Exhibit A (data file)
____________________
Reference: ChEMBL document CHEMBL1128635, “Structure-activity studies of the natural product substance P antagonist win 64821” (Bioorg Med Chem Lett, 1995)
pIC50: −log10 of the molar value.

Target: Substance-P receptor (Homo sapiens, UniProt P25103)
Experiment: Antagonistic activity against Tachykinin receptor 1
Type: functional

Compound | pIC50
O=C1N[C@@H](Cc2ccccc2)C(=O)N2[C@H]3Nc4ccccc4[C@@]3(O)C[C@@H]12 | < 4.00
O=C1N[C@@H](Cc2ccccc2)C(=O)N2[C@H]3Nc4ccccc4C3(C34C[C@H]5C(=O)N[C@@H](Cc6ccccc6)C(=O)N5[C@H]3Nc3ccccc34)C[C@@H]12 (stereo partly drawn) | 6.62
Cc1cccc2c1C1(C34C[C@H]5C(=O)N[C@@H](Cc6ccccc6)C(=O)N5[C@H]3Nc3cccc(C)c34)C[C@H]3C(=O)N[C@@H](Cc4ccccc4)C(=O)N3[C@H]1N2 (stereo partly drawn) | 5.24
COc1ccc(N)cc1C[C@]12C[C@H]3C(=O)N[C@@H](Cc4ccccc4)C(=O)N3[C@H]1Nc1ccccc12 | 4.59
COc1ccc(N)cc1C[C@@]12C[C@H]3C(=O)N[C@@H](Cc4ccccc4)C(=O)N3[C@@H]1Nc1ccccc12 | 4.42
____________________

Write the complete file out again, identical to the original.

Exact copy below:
Reference: ChEMBL document CHEMBL1128635, “Structure-activity studies of the natural product substance P antagonist win 64821” (Bioorg Med Chem Lett, 1995)
pIC50: −log10 of the molar value.

Target: Substance-P receptor (Homo sapiens, UniProt P25103)
Experiment: Antagonistic activity against Tachykinin receptor 1
Type: functional

Compound | pIC50
O=C1N[C@@H](Cc2ccccc2)C(=O)N2[C@H]3Nc4ccccc4[C@@]3(O)C[C@@H]12 | < 4.00
O=C1N[C@@H](Cc2ccccc2)C(=O)N2[C@H]3Nc4ccccc4C3(C34C[C@H]5C(=O)N[C@@H](Cc6ccccc6)C(=O)N5[C@H]3Nc3ccccc34)C[C@@H]12 (stereo partly drawn) | 6.62
Cc1cccc2c1C1(C34C[C@H]5C(=O)N[C@@H](Cc6ccccc6)C(=O)N5[C@H]3Nc3cccc(C)c34)C[C@H]3C(=O)N[C@@H](Cc4ccccc4)C(=O)N3[C@H]1N2 (stereo partly drawn) | 5.24
COc1ccc(N)cc1C[C@]12C[C@H]3C(=O)N[C@@H](Cc4ccccc4)C(=O)N3[C@H]1Nc1ccccc12 | 4.59
COc1ccc(N)cc1C[C@@]12C[C@H]3C(=O)N[C@@H](Cc4ccccc4)C(=O)N3[C@@H]1Nc1ccccc12 | 4.42